Police issue parental social media warnings after a popular WhatsApp challenge has resurfaced, sometimes penetrating child videos on YouTube. A mother from North California says her daughter has been the victim of the– and has created a catastrophic situation in their home.
Children participating in the challenge connect to a creepy stranger – "- who communicates primarily through Facebook's Facebook WhatsApp app that encourages participants to perform different tasks if they want to avoid the" curse. "Some of the tasks In the end, the game ended with Momo telling the participant to take his own life and record it for social media Pearl Woods told CBS Sacramento that her 1
Woods, who lives in Folsom, cares about what her video, Zoe, 19659003] She is in the spectrum and many children who are are very impressive, she said.
A few weeks ago, Zoe began to show unusual behavior.] – Where does suicide come from? Why would she ask me for a knife in the exit ?
Last weekend, Zoe turned the kitchen gas stove without letting it into the light, creating a potentially explosive situation. "She kept telling me about Mommy, and I just did not understand, I see now." Woods said:
She found disturbing short videos that appeared in the videos Zoe watched. "Pause on the screen as soon as I got in and saw this ghastly masked doll," said Woods.
Her daughter said to her, "It was Momo doing bad clips. It was bad. "
A truly explosive fire hazard," said Captain Chris Vestal with the Sac Metro Fire subway. "We really encourage parents to pay attention to what their children do on the Internet asking them what they do."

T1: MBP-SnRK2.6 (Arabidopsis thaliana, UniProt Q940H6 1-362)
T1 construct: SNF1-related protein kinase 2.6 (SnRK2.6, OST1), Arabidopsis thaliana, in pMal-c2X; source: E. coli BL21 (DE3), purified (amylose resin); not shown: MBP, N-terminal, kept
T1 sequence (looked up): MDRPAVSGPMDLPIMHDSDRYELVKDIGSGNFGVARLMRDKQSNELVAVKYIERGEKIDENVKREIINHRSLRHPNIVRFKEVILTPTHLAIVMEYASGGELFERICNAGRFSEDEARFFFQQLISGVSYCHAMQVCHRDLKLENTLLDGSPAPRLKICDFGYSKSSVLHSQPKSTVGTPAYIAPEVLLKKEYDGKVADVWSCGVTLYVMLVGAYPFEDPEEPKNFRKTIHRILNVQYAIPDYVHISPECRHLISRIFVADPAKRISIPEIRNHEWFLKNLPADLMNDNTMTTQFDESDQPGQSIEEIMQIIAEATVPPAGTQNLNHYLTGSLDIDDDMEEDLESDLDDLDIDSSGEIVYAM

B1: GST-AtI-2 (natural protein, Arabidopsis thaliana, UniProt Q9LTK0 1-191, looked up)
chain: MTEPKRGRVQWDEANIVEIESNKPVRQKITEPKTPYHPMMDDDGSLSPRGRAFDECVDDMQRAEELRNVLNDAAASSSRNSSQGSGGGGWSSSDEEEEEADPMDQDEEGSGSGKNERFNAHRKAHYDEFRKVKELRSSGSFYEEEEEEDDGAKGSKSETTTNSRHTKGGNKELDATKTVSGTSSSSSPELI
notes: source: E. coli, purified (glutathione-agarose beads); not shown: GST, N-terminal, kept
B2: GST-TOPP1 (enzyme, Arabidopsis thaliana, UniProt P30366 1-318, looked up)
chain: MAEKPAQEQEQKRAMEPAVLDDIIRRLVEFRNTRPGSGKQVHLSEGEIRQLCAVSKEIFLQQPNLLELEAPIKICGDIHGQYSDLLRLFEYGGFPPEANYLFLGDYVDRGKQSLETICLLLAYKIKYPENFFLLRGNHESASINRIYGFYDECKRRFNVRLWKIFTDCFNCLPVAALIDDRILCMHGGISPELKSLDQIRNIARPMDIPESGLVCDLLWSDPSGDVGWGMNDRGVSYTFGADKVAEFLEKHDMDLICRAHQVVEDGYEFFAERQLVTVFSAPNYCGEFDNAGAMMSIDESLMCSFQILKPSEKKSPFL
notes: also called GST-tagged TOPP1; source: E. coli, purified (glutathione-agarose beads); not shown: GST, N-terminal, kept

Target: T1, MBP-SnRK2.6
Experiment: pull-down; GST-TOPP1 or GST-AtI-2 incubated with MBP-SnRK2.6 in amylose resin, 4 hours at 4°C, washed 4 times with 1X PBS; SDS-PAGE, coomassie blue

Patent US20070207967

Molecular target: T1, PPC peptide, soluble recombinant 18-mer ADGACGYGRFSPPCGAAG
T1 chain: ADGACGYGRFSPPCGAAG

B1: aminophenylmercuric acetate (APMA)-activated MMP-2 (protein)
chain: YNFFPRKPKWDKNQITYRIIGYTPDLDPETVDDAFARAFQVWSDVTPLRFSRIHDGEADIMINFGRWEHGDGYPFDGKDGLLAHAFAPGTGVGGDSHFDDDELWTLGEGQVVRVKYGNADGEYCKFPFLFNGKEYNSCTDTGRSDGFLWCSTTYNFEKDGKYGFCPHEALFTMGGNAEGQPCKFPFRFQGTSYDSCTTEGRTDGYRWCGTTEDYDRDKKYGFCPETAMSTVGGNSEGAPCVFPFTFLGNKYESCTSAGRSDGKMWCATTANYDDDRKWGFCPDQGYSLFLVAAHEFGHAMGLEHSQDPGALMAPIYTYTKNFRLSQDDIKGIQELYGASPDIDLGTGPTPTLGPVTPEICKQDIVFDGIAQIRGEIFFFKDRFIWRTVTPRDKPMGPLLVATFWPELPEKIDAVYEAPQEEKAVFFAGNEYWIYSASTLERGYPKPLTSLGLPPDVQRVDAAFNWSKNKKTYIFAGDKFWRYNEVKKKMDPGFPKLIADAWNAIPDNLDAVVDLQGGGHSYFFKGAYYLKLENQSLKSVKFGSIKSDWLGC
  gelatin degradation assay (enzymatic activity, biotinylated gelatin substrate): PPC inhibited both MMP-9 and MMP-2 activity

The whole country tells kids to see Momo's strange caricature video videos telling kids
The CBS in Los Angeles reports of a pediatrician and mother, Dr. Free Hess, worried about what she found. I have no idea what this content sees with the kids, their brains are not fully developed, so they are not able to think through complicated situations like the things they see, "said Dr. Hess.
The original image of "Momo" is actually a sculpture called "Mother Bird" by Japanese artist Keysuke Aisawa, which was exhibited in 2016 at the Vanilla Gallery in Tokyo. There is no evidence that Link Aisawa has been involved in the creation or implementation of the Momo challenge. Link Factory did not respond immediately to CBS News's request for comment.
Like most memes, Momo's challenge seems to have disappeared shortly after it became viral. But this week, parents across the UK find the WhatsApp game, as well as those hidden in social media animated videos for children. "WhatsApp takes care of the safety of our users," said WhatsApp spokesman. "It's easy to block every phone number and we encourage users to report bugs to us so we can take action."
A YouTube spokesman told CBS News on Tuesday: "Our community guidelines prohibit harmful and dangerous challenges, including the promotion of the Momo Challenge, and we remove this content quickly when they mark us."